This investigation was undertaken to determine the possible role of growth hormone (GH) in the hormonal regulation of hepatic low density lipoprotein (LDL) receptor expression. Treatment of normal rats with estrogen (ethynylestradiol, 5 mg/kg per day) increased the number of hepatic LDL receptors, and the LDL receptor mRNA levels were increased 2.4-fold. However, when hypophysectomized rats were treated with estrogen, the hepatic LDL receptor number and the mRNA levels only increased slightly. Treatment with GH was important to restore the induction of hepatic LDL receptors in hypophysectomized estrogen-treated rats. Further, the hypocholesterolemic effect of estrogen was abolished in hypophysectomized rats, and GH reversed this effect. To assess the effect of GH in humans, hepatic LDL receptor binding activity was determined in liver biopsy specimens from gallstone patients pretreated with GH (12 international units/day) prior to operation. GH administration induced hepatic LDL receptors ≈2-fold, and this was accompanied by a 25% decrease in serum cholesterol. The LDL receptor stimulation caused by GH treatment was of similar magnitude as that observed upon 3 weeks of treatment with an established hypolipidemic drug (pravastatin or simvastatin). The data show that GH has an important role in the regulation of hepatic LDL receptors and suggest that GH secretion may be important for the control of plasma LDL levels in humans.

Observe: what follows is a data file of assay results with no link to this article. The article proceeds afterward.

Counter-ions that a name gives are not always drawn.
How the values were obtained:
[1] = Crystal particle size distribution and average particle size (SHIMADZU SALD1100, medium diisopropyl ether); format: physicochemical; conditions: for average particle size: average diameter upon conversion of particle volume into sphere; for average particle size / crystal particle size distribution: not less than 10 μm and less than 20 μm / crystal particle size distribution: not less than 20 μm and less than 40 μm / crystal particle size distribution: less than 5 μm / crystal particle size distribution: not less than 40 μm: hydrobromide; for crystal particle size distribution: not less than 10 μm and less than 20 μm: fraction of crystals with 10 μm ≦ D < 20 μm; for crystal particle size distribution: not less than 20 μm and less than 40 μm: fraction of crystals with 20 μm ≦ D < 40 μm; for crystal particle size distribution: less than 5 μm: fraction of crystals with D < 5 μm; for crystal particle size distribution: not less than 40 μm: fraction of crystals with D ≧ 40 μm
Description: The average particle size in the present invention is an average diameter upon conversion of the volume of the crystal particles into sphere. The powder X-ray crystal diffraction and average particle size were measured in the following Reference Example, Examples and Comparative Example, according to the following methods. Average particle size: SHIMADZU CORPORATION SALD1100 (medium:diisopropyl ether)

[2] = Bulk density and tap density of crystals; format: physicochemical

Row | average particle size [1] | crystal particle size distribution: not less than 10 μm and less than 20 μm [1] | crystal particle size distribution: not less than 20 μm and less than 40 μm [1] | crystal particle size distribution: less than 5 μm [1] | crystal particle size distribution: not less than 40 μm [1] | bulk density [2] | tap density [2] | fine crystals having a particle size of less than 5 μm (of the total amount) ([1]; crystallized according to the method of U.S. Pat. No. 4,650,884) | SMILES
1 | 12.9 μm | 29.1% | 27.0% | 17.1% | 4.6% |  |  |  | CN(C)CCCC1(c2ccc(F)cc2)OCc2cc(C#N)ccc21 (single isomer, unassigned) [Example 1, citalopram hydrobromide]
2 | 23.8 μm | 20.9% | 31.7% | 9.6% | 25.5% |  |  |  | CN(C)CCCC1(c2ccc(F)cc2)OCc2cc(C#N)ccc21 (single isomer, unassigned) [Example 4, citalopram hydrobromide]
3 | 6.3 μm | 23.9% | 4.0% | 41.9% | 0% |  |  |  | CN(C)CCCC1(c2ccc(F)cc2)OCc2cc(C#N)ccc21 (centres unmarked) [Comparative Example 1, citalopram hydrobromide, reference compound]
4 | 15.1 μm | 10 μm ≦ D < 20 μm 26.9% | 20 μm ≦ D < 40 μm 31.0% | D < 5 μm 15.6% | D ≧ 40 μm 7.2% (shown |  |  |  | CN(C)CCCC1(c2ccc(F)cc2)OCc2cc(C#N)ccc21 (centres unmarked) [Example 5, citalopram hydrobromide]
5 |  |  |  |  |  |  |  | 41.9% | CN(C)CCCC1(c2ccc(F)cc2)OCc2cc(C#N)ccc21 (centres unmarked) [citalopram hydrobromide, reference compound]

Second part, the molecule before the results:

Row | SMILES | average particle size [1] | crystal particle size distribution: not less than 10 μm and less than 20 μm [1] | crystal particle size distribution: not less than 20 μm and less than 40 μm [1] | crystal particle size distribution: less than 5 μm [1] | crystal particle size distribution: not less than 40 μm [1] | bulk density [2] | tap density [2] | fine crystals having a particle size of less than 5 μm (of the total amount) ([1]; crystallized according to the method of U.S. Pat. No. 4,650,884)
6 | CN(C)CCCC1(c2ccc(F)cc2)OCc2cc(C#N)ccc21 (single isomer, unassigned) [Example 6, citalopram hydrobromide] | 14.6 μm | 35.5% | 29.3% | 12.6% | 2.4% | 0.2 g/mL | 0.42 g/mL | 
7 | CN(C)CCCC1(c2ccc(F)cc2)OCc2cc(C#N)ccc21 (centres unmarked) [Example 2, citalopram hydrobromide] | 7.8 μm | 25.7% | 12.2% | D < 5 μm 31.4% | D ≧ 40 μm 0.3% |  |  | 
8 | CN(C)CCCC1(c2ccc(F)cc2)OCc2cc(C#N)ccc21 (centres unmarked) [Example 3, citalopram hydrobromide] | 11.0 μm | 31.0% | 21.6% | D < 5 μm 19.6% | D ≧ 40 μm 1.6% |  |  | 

|Original language||English (US)|
|Number of pages||5|
|Journal||Proceedings of the National Academy of Sciences of the United States of America|
|State||Published - 1992|
- Metabolic regulation
ASJC Scopus subject areas